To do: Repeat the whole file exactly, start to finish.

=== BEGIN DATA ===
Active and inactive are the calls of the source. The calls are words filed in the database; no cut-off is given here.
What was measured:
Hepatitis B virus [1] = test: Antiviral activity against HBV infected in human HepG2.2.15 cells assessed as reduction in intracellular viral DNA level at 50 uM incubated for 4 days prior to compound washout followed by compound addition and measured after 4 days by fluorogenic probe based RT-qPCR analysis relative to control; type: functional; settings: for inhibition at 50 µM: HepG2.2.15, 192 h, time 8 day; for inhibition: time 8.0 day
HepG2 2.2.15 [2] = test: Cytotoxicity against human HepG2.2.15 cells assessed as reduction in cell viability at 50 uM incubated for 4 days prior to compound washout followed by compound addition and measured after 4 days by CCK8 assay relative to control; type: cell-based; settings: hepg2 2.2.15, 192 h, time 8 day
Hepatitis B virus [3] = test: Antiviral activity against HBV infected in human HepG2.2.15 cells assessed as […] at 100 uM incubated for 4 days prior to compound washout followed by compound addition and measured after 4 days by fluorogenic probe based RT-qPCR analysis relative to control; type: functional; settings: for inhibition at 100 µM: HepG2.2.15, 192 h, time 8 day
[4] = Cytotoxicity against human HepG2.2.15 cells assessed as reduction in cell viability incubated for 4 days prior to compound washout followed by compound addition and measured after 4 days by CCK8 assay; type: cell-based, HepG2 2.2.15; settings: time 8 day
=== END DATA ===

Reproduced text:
Active and inactive are the calls of the source. The calls are words filed in the database; no cut-off is given here.
What was measured:
Hepatitis B virus [1] = test: Antiviral activity against HBV infected in human HepG2.2.15 cells assessed as reduction in intracellular viral DNA level at 50 uM incubated for 4 days prior to compound washout followed by compound addition and measured after 4 days by fluorogenic probe based RT-qPCR analysis relative to control; type: functional; settings: for inhibition at 50 µM: HepG2.2.15, 192 h, time 8 day; for inhibition: time 8.0 day
HepG2 2.2.15 [2] = test: Cytotoxicity against human HepG2.2.15 cells assessed as reduction in cell viability at 50 uM incubated for 4 days prior to compound washout followed by compound addition and measured after 4 days by CCK8 assay relative to control; type: cell-based; settings: hepg2 2.2.15, 192 h, time 8 day
Hepatitis B virus [3] = test: Antiviral activity against HBV infected in human HepG2.2.15 cells assessed as […] at 100 uM incubated for 4 days prior to compound washout followed by compound addition and measured after 4 days by fluorogenic probe based RT-qPCR analysis relative to control; type: functional; settings: for inhibition at 100 µM: HepG2.2.15, 192 h, time 8 day
[4] = Cytotoxicity against human HepG2.2.15 cells assessed as reduction in cell viability incubated for 4 days prior to compound washout followed by compound addition and measured after 4 days by CCK8 assay; type: cell-based, HepG2 2.2.15; settings: time 8 day